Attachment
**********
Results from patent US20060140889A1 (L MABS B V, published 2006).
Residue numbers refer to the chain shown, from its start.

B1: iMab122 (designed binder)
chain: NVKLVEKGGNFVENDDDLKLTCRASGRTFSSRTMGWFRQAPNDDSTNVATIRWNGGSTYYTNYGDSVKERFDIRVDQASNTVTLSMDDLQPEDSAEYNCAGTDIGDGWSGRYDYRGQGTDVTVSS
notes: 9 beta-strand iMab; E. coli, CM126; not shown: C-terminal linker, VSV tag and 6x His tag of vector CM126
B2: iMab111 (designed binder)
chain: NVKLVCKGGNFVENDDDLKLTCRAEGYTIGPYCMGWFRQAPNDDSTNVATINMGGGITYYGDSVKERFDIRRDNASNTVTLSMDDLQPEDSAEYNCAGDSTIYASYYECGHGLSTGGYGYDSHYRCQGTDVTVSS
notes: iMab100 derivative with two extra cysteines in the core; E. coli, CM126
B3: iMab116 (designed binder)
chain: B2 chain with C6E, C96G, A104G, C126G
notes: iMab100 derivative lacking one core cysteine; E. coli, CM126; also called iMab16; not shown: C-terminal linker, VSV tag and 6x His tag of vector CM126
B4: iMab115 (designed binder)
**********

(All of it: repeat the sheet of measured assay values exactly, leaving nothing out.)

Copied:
Results from patent US20060140889A1 (L MABS B V, published 2006).
Residue numbers refer to the chain shown, from its start.

B1: iMab122 (designed binder)
chain: NVKLVEKGGNFVENDDDLKLTCRASGRTFSSRTMGWFRQAPNDDSTNVATIRWNGGSTYYTNYGDSVKERFDIRVDQASNTVTLSMDDLQPEDSAEYNCAGTDIGDGWSGRYDYRGQGTDVTVSS
notes: 9 beta-strand iMab; E. coli, CM126; not shown: C-terminal linker, VSV tag and 6x His tag of vector CM126
B2: iMab111 (designed binder)
chain: NVKLVCKGGNFVENDDDLKLTCRAEGYTIGPYCMGWFRQAPNDDSTNVATINMGGGITYYGDSVKERFDIRRDNASNTVTLSMDDLQPEDSAEYNCAGDSTIYASYYECGHGLSTGGYGYDSHYRCQGTDVTVSS
notes: iMab100 derivative with two extra cysteines in the core; E. coli, CM126
B3: iMab116 (designed binder)
chain: B2 chain with C6E, C96G, A104G, C126G
notes: iMab100 derivative lacking one core cysteine; E. coli, CM126; also called iMab16; not shown: C-terminal linker, VSV tag and 6x His tag of vector CM126
B4: iMab115 (designed binder)